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2.  The nature of information used in making clinical decisions in general practice 
This preliminary study indicates that in general practice:
(1) Acquisition of appropriate clinical information is more often than not dependent on prior information of a highly selected kind available economically only to a personal doctor.
(2) The amount of previous information which could be stored outside the brains of a personal doctor and his patient is relatively enormous and almost unlimited.
(3) But, the amount of this externally stored previous information which will ever be used, referred to, or be clinically useful is minimal.
(4) Logic branching systems for obtaining this essential clinical information for each episode are of two kinds. There is first the system which is universally appropriate to all patients and all diseases as a whole, a field in which the computer is becoming pre-eminent, but which also has its limitations. Secondly there is the highly personalised system, constituted by the clinical dialogue of the patient and his personal doctor, the structure of which, at present, defies any simplification and which we abandon at our peril.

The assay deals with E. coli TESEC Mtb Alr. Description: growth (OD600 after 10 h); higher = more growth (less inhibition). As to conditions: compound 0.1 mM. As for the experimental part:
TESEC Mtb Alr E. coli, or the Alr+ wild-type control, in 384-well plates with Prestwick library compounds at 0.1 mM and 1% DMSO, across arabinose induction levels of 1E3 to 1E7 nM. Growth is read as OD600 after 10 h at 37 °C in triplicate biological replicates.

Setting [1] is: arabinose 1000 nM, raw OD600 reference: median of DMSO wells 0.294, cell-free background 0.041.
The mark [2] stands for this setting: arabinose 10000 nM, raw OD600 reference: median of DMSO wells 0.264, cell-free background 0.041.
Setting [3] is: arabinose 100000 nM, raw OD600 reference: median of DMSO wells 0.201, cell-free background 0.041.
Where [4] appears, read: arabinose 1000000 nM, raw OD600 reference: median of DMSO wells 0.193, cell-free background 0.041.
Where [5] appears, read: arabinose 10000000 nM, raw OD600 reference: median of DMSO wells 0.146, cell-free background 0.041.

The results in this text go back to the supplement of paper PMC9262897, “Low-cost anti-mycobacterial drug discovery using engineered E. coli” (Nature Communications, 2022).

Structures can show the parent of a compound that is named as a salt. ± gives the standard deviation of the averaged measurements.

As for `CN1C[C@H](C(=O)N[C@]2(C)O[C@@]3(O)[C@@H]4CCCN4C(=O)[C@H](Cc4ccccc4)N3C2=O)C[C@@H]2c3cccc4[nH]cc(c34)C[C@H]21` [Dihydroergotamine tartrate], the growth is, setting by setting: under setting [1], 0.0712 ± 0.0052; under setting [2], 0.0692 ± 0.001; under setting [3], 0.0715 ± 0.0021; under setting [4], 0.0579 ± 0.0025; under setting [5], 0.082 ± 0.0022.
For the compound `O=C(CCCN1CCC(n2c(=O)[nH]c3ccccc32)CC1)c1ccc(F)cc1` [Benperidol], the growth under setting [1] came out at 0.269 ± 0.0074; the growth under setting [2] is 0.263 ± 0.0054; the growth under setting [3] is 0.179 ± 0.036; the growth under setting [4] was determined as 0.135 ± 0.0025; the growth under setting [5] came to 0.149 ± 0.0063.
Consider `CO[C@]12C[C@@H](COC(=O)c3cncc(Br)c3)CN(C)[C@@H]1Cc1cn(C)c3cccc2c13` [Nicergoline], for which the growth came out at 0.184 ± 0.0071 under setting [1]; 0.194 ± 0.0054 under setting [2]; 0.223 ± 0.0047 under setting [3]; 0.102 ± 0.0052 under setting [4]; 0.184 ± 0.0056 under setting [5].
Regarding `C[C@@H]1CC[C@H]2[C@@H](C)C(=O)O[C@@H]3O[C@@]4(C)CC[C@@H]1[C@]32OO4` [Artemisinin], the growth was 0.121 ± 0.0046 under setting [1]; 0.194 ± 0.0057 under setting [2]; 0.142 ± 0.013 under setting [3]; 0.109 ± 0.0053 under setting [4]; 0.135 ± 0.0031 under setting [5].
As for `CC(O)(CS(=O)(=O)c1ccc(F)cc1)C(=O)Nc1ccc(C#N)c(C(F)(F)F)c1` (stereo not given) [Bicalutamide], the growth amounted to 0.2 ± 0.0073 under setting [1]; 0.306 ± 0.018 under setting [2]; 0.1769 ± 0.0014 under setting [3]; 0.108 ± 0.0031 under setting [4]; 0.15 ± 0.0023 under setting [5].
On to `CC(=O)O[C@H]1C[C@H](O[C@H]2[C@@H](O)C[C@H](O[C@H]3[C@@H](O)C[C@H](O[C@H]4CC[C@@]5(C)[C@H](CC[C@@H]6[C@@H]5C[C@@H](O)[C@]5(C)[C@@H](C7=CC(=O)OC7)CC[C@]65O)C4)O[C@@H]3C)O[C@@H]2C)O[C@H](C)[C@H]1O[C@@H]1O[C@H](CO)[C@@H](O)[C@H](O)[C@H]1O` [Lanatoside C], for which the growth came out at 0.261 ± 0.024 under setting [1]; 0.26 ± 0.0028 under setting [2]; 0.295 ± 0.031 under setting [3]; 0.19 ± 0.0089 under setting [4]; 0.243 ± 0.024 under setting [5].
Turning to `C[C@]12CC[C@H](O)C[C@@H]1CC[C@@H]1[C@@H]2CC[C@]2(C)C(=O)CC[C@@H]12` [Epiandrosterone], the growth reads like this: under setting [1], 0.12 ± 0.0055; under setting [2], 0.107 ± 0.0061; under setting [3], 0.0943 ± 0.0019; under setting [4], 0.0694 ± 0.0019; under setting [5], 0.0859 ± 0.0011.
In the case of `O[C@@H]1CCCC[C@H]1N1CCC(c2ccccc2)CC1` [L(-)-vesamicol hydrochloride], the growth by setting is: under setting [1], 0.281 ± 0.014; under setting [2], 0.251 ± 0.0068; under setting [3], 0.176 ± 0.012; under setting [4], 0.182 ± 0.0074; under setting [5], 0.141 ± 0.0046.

(5) Continuing care by group-practice teams operating under one roof eliminates the need for fragmentation of primary clinical records.
(6) A simple up-dated manually-prepared paper summary of clinical problems encountered and therapeutic activity taken, may well be the essential core of this shared record. This would be backed up by the ad hoc clinical records of each health care professional as accessible, second level archives, conforming to some simple, systematic and universally accepted structure (Bjorn and Cross, 1970).
It would be of great interest to know whether or not the same conclusions would be drawn from a similar study of the selected clinical problems which are dealt with by the hospital-based specialist services.
PMCID: PMC2158220  PMID: 784992
3.  Reported morbidity and the weather 
Some observations have been made about the influence of the weather on the use of the general-practitioner service. It is difficult to disentangle the biological and behavioural components of these findings, but in general extremes of weather—low temperatures and sunshine in winter and high temperatures and sunshine in summer—appeared to increase the numbers of reported episodes of respiratory illness.
PMCID: PMC2157685  PMID: 1177221
4.  Medical Reconnaissance Service 
British Medical Journal  1974;3(5923):129-130.
PMCID: PMC1611081  PMID: 20791974
7.  The Impact of Influenza on General Practice 
Postgraduate Medical Journal  1963;39(456):591-593.
PMCID: PMC2482521  PMID: 14053699

Results 1-25 (46)